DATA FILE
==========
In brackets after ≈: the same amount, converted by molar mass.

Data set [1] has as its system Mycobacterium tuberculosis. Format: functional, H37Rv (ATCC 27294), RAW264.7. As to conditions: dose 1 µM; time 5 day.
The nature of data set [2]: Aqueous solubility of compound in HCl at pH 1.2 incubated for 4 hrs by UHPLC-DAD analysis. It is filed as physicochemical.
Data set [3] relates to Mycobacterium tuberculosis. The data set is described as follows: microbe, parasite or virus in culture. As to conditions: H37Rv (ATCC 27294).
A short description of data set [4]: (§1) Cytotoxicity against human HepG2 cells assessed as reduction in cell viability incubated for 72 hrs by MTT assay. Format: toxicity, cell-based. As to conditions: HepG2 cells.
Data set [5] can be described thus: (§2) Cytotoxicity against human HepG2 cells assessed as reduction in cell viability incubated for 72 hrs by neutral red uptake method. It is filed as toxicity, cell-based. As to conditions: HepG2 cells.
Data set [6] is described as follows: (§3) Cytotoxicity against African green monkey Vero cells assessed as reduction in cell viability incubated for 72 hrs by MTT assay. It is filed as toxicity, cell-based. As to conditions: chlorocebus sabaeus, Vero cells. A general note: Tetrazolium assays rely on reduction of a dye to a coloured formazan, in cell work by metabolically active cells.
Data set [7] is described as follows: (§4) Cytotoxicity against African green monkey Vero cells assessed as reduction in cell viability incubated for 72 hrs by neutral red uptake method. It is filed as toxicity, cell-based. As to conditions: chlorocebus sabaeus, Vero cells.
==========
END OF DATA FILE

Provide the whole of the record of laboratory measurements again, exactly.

In brackets after ≈: the same amount, converted by molar mass.

Data set [1] has as its system Mycobacterium tuberculosis. Format: functional, H37Rv (ATCC 27294), RAW264.7. As to conditions: dose 1 µM; time 5 day.
The nature of data set [2]: Aqueous solubility of compound in HCl at pH 1.2 incubated for 4 hrs by UHPLC-DAD analysis. It is filed as physicochemical.
Data set [3] relates to Mycobacterium tuberculosis. The data set is described as follows: microbe, parasite or virus in culture. As to conditions: H37Rv (ATCC 27294).
A short description of data set [4]: (§1) Cytotoxicity against human HepG2 cells assessed as reduction in cell viability incubated for 72 hrs by MTT assay. Format: toxicity, cell-based. As to conditions: HepG2 cells.
Data set [5] can be described thus: (§2) Cytotoxicity against human HepG2 cells assessed as reduction in cell viability incubated for 72 hrs by neutral red uptake method. It is filed as toxicity, cell-based. As to conditions: HepG2 cells.
Data set [6] is described as follows: (§3) Cytotoxicity against African green monkey Vero cells assessed as reduction in cell viability incubated for 72 hrs by MTT assay. It is filed as toxicity, cell-based. As to conditions: chlorocebus sabaeus, Vero cells. A general note: Tetrazolium assays rely on reduction of a dye to a coloured formazan, in cell work by metabolically active cells.
Data set [7] is described as follows: (§4) Cytotoxicity against African green monkey Vero cells assessed as reduction in cell viability incubated for 72 hrs by neutral red uptake method. It is filed as toxicity, cell-based. As to conditions: chlorocebus sabaeus, Vero cells.